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God vs. the Gavel: Religion and the Rule of Law Hardcover – May 30, 2005

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Editorial Reviews

From Publishers Weekly

In this intelligent and forcefully argued book, Hamilton, a self-professed former "Polyanna" when it comes to religion, explores the thorny conflicts between religion and society, detailing how some religious groups and institutions misuse laws intended to protect religious freedoms to justify child abuse, employment discrimination and other ills. She is vocal in her criticism of efforts to exempt religious groups from the laws secular organizations must abide by, saving particular disdain for deal-making lawmakers, whom she compares to "hear-no-evil, see-no-evil, speak-no-evil monkeys." Hamilton dedicates about half of the book to examining six broad areas where religious groups enjoy special treatment-from marriage laws to preferential treatment within prisons to land use and local zoning ordinances. Passionately argued throughout, the book seems almost like Hamilton's atonement for her previous stance on these issues. (She quotes herself in the opening as having written 11 years ago that "the exercise of religion should trump most governmental regulation.") Certainly of interest to those in the judicial and legislative realms, Hamilton has written this book for the average reader, though some may be confused by the myriad legal precedents and her descriptions of legislative maneuvering.
Copyright © Reed Business Information, a division of Reed Elsevier Inc. All rights reserved.

From Booklist

The First Amendment is stirring second thoughts among scholars wary of the social and legal consequences of religious liberty. Hamilton investigates numerous contentious religious issues-from headline cases in which Catholic clergy have sought clerical immunity for alleged acts of child abuse to obscure episodes in which Sikh parents have protested against school policies preventing sons from carrying ceremonial knives. But all of the various episodes Hamilton chronicles ultimately underscore one simple thesis: Americans' right to believe whatever religious doctrines they choose deserves absolute protection; Americans' right to act on religious belief should end whenever such actions harm or endanger others. It will disturb some readers that Hamilton invokes her largely negative view of American religionists as justification for giving secular politicians expansive powers to curb religious excesses, but as religious belief continues to diversify in multicultural America, the urgency of the issues here raised guarantees Hamilton many interested readers. Bryce Christensen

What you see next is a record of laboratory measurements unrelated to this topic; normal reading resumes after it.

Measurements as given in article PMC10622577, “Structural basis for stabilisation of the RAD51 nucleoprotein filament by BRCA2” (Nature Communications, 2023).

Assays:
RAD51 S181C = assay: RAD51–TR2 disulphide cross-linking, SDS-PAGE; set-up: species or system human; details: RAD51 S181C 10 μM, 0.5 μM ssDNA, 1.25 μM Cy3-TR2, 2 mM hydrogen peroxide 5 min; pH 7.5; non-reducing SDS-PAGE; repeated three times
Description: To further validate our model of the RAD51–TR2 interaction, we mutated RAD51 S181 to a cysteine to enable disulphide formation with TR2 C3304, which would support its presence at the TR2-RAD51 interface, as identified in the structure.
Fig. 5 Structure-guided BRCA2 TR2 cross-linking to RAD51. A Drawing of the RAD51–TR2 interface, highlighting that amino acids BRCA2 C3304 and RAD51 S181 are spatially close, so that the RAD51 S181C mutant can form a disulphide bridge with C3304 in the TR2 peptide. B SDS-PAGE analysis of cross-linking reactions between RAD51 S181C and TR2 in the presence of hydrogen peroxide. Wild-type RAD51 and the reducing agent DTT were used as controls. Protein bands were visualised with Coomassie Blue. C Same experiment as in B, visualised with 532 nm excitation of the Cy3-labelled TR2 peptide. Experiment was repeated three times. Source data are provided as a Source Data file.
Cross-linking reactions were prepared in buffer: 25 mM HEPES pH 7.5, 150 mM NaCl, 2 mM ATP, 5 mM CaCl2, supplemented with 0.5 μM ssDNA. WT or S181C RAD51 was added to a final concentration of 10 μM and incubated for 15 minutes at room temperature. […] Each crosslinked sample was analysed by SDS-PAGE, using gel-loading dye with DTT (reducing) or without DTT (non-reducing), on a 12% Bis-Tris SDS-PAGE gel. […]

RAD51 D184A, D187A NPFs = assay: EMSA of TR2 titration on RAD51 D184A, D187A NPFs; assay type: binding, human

Copyright © American Library Association. All rights reserved
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Product Details

  • Hardcover: 428 pages
  • Publisher: Cambridge University Press; 1st edition (May 30, 2005)
  • Language: English
  • ISBN-10: 0521853044
  • ISBN-13: 978-0521853040
  • Product Dimensions: 6 x 1.3 x 9 inches
  • Shipping Weight: 1.5 pounds (View shipping rates and policies)
  • Average Customer Review: 3.9 out of 5 stars  See all reviews (16 customer reviews)
  • Amazon Best Sellers Rank: #2,143,357 in Books (See Top 100 in Books)

More About the Author

MARCI A. HAMILTON is one of the United States' leading constitutional law scholars, specializing in church/state issues. She is the author of JUSTICE DENIED: What America Must Do to Protect Its Children (Cambridge 2008, 2012) and GOD VS. THE GAVEL: Religion and the Rule of Law (Cambridge 2005, 2007).

Hamilton is regularly cited in The New York Times, The Associated Press, MSNBC, and other news outlets; she is a columnist for The Huffington Post and Her website is